It was on Oct. 13, 2008, that Sheryl Jackson’s life was turned upside down. It was that day, during the afternoon, that her son, Antwann Jackson, then 21, of Penn Hills, was riding down Race Street, in Homewood, on his bicycle, when a gray Jeep Cherokee containing four males, opened fire on her son, hitting him multiple times. It is believed that he was targeted. Antwann Jackson was taken to a local hospital, where he was later pronounced dead. HEARTBROKEN—The family of Antwann Jackson, who was tragically killed on Oct. 13, 2008, on Race Street, in Homewood, and the P.A.C.T. Initiative held a vigil for their loved one on Oct. 13 at the location of his shooting. From left: Aniya Cephas, Antwann Jackson’s mother, Sheryl Jackson, Kayla Cephas, Juanita Talliferro, Nadia Dazmore and Karen Sparrow. (Photos by J.L. Martello) Now four years later, Jackson is still feeling the pain of losing her youngest son and still has no answers as to who did this and why.
Daily Archive: October 19, 2012
For the past six years, Pa. State House Rep. Matt Smith has served the 42nd legislative district of Allegheny County. Now the Bethel Park native finds himself in the middle of a contentious race for the State Senate where he will challenge Republican candidate D. Raja. MATT SMITH “I’ve always been a big believer in investments — strong strategic investments in education and infrastructure. And that’s where I think my opponent’s priorities differ,” Smith said.
(NNPA)—The affirmative action program at the University of Texas now under review by the United States Supreme Court should not be looked at in isolation. As Justice Sandra Day O’Connor wrote in Grutter V. Bollinger, an affirmative action case involving the University of Michigan, “context matters when reviewing race-based governmental action under the Equal Protection Clause.”An amici curiae (friend-of-the-court) brief filed by the Advancement Project, an equal opportunity advocacy group, in support of the University of Texas provides excellent context of how the issue of race has played out in Texas and the University of Texas for decades.
WASHINGTON (NNPA) – With one supporter of affirmative action retired and another declining to participate because of a conflict of interest, the concept of affirmative action is barely hanging on by a thread in the United States Supreme Court as justices prepare to rule in a case that involved a White woman suing the University of Texas because race was a minor factor in the admissions process. VETERANS OF THE STRUGGLE—Rev. Jesse Jackson, left, and Rev. Al Sharpton, right, speak to reporters outside the Supreme Court in Washington, Oct. 10. The Supreme Court is taking up a challenge to a University of Texas program that considers race in some college admissions. The case could produce new limits on affirmative action at universities, or roll it back entirely. (AP Photo/Susan Walsh) Last Wednesday, the Supreme Court heard oral arguments in Fisher v. University of Texas at Austin. Oral arguments, which usually last an hour, were extended by 19 minutes as the court examined whether the University of Texas violated the Equal Protection Clause of the 14th Amendment in considering an applicant’s race as one of many factors in its admissions decisions. The ruling is not expected to be handed down until next summer.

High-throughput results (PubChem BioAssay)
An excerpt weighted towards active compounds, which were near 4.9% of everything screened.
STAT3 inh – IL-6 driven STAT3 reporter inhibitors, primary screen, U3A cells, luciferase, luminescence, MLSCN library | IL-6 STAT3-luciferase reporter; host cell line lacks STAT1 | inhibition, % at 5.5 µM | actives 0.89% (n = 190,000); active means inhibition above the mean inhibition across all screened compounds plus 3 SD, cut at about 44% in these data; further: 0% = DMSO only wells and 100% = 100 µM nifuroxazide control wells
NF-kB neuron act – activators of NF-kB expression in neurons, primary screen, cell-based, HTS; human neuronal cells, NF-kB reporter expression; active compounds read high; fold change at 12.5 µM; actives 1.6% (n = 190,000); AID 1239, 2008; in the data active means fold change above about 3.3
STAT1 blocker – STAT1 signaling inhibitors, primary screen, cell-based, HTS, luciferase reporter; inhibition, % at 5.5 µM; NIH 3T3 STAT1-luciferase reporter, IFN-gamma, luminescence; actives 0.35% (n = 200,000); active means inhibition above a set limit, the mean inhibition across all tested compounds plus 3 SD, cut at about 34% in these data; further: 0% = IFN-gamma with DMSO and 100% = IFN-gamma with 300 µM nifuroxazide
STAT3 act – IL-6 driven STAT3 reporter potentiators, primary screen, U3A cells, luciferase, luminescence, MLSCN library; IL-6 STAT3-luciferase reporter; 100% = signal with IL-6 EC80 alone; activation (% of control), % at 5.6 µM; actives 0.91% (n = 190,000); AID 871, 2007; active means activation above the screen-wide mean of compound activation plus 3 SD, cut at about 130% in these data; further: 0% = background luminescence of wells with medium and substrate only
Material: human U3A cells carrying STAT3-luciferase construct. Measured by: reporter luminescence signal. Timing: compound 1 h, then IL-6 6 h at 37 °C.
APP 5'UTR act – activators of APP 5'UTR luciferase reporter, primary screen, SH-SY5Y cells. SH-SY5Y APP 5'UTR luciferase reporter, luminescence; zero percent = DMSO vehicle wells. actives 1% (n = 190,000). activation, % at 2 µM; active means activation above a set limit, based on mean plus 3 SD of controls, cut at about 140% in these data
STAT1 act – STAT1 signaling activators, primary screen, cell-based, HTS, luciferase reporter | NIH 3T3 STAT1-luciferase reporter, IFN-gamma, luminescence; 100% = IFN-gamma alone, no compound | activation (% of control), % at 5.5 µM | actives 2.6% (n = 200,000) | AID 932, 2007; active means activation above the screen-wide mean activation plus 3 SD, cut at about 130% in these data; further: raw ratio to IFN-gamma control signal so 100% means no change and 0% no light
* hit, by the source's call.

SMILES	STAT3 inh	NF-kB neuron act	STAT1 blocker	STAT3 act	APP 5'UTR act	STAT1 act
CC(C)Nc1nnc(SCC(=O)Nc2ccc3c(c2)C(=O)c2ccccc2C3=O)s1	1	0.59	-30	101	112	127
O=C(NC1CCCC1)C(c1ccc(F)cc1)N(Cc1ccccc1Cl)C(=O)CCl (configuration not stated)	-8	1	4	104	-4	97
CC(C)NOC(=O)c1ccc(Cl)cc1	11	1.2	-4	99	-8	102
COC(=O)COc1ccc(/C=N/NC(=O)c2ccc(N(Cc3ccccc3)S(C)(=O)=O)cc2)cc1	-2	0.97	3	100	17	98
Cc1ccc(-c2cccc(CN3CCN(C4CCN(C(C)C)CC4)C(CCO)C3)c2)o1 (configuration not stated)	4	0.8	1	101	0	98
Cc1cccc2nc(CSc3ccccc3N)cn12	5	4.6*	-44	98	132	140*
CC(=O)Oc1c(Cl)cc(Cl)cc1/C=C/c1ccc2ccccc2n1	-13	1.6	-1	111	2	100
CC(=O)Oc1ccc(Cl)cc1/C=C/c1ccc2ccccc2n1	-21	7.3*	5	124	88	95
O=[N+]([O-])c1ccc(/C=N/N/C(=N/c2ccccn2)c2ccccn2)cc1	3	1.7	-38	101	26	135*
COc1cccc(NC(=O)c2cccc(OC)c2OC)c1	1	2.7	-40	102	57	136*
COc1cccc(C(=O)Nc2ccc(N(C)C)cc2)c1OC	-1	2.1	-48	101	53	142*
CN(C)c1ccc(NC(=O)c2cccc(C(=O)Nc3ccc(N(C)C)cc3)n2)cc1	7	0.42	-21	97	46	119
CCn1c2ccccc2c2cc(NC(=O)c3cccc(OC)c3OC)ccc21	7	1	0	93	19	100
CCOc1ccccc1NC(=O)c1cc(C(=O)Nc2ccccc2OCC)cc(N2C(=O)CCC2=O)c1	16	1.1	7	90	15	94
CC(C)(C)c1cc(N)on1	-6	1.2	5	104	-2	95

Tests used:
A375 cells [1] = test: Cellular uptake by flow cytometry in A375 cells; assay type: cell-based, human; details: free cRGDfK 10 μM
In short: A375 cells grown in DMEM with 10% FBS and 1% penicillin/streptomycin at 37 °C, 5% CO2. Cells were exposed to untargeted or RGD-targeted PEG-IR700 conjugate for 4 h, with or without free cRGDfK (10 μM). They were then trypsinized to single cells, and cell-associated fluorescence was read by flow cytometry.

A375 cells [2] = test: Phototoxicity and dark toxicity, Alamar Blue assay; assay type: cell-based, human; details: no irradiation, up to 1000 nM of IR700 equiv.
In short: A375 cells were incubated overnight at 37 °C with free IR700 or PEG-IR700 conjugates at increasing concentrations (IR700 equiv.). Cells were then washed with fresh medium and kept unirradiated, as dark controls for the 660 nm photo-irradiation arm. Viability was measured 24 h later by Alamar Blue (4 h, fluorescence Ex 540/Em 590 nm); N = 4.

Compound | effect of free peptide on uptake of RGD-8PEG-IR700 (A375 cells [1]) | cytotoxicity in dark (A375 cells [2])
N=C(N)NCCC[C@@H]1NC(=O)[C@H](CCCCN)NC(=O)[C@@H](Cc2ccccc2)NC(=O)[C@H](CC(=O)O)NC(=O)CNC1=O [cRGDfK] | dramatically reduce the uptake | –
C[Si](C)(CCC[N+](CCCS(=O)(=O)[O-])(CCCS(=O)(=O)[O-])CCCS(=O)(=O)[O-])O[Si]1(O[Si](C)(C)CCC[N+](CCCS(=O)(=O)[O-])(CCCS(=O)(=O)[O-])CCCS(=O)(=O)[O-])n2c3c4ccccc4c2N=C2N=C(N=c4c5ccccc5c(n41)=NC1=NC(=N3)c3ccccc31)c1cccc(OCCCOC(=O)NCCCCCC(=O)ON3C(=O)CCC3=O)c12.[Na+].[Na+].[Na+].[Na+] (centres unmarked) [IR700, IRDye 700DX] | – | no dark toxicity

I have often been described as an equal opportunity critic so I will open this column with some of the perpetual lies we tell on each other. You have heard Black people say, “I will not allow a Black mechanic to work on my car, nor will I use a Black attorney because they are not competent.”
(NNPA)—What is happening to the Republican National Committee in the state of Florida and in other important swing states concerning the issues of voter fraud and voter suppression is like a glaring, unexpected climax of a Shakespearean drama. For the past four years, the RNC has labored tirelessly and in some instances mysteriously to raise the issue of voter fraud in the national political debate. In addition, it has been leading the charge in many state legislatures to enact unprecedented voter suppression laws allegedly as a necessary remedy to protect the public from the cruelty of voter manipulation and mischief. But now the RNC itself stands naked and exposed for being the real culprit of substantial voter fraud combined with systematic voter suppression.
A “power politics” move is currently at play that could set the stage for the end of the world. What is your perspective on whether Iran is seeking a nuclear weapon? Or, are Americans, President Barack Obama, and the Western world being bum rushed into military adventurism? Do you understand that the fate of the species is at stake?
Dear Editor: The article “Pittsburgh Blacks most docile in America?” is right on. But Mr. Kendrick did not go far enough. Pittsburgh Black people take too much crap and will not challenge that White man, and especially when it comes to their children.
Nothing in life is ever as it seems. The package of potato chips feels full, but you find twelve chips inside when you open it up. It appears that you’ve got plenty of money for vacation, then you actually get there. The party sure seemed fun, until the next morning. Your new co-worker was nice, before his first temper tantrum. Things—and sometimes people—can be something they’re not. They “pass” for various reasons and in the new book “Clearly Invisible” by Marcia Alesan Dawkins, you’ll find out why it happens and how multiracialism will change that.
Thanks to a grant from the Aims C. and Betty Lee Coney Memorial Fund of the Pittsburgh Foundation, emerging African-American poets in the Pittsburgh area finally have a chance to have their writing voices heard. “We’ve had a relationship with the Pittsburgh Foundation for two years and our organization has roots in Pittsburgh. There’s a demand in Pittsburgh for what we do,” said Cave Canem Foundation, Inc. Executive Director Alison Meyers.